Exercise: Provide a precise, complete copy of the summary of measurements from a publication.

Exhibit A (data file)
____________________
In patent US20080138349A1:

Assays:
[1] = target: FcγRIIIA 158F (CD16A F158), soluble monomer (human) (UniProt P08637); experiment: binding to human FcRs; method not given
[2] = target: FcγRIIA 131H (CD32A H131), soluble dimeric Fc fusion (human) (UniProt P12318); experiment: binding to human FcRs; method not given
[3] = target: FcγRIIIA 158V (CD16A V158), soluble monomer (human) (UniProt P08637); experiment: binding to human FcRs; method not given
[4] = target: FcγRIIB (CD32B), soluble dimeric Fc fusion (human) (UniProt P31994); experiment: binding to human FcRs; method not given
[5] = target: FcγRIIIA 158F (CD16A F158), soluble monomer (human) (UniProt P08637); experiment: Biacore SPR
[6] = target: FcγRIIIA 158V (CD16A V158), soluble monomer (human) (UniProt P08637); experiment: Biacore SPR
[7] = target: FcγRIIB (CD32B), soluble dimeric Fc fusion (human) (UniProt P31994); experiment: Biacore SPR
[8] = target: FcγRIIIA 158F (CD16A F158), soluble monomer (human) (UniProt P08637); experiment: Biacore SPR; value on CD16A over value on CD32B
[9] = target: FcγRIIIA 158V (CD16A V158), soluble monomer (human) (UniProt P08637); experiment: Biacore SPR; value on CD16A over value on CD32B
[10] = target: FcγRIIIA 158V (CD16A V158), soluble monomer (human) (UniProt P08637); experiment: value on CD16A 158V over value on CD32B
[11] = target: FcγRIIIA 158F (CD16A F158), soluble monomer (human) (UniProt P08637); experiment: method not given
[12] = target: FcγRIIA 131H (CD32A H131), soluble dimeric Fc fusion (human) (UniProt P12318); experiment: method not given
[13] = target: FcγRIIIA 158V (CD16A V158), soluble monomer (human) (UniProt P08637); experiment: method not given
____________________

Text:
In patent US20080138349A1:

Assays:
[1] = target: FcγRIIIA 158F (CD16A F158), soluble monomer (human) (UniProt P08637); experiment: binding to human FcRs; method not given
[2] = target: FcγRIIA 131H (CD32A H131), soluble dimeric Fc fusion (human) (UniProt P12318); experiment: binding to human FcRs; method not given
[3] = target: FcγRIIIA 158V (CD16A V158), soluble monomer (human) (UniProt P08637); experiment: binding to human FcRs; method not given
[4] = target: FcγRIIB (CD32B), soluble dimeric Fc fusion (human) (UniProt P31994); experiment: binding to human FcRs; method not given
[5] = target: FcγRIIIA 158F (CD16A F158), soluble monomer (human) (UniProt P08637); experiment: Biacore SPR
[6] = target: FcγRIIIA 158V (CD16A V158), soluble monomer (human) (UniProt P08637); experiment: Biacore SPR
[7] = target: FcγRIIB (CD32B), soluble dimeric Fc fusion (human) (UniProt P31994); experiment: Biacore SPR
[8] = target: FcγRIIIA 158F (CD16A F158), soluble monomer (human) (UniProt P08637); experiment: Biacore SPR; value on CD16A over value on CD32B
[9] = target: FcγRIIIA 158V (CD16A V158), soluble monomer (human) (UniProt P08637); experiment: Biacore SPR; value on CD16A over value on CD32B
[10] = target: FcγRIIIA 158V (CD16A V158), soluble monomer (human) (UniProt P08637); experiment: value on CD16A 158V over value on CD32B
[11] = target: FcγRIIIA 158F (CD16A F158), soluble monomer (human) (UniProt P08637); experiment: method not given
[12] = target: FcγRIIA 131H (CD32A H131), soluble dimeric Fc fusion (human) (UniProt P12318); experiment: method not given
[13] = target: FcγRIIIA 158V (CD16A V158), soluble monomer (human) (UniProt P08637); experiment: method not given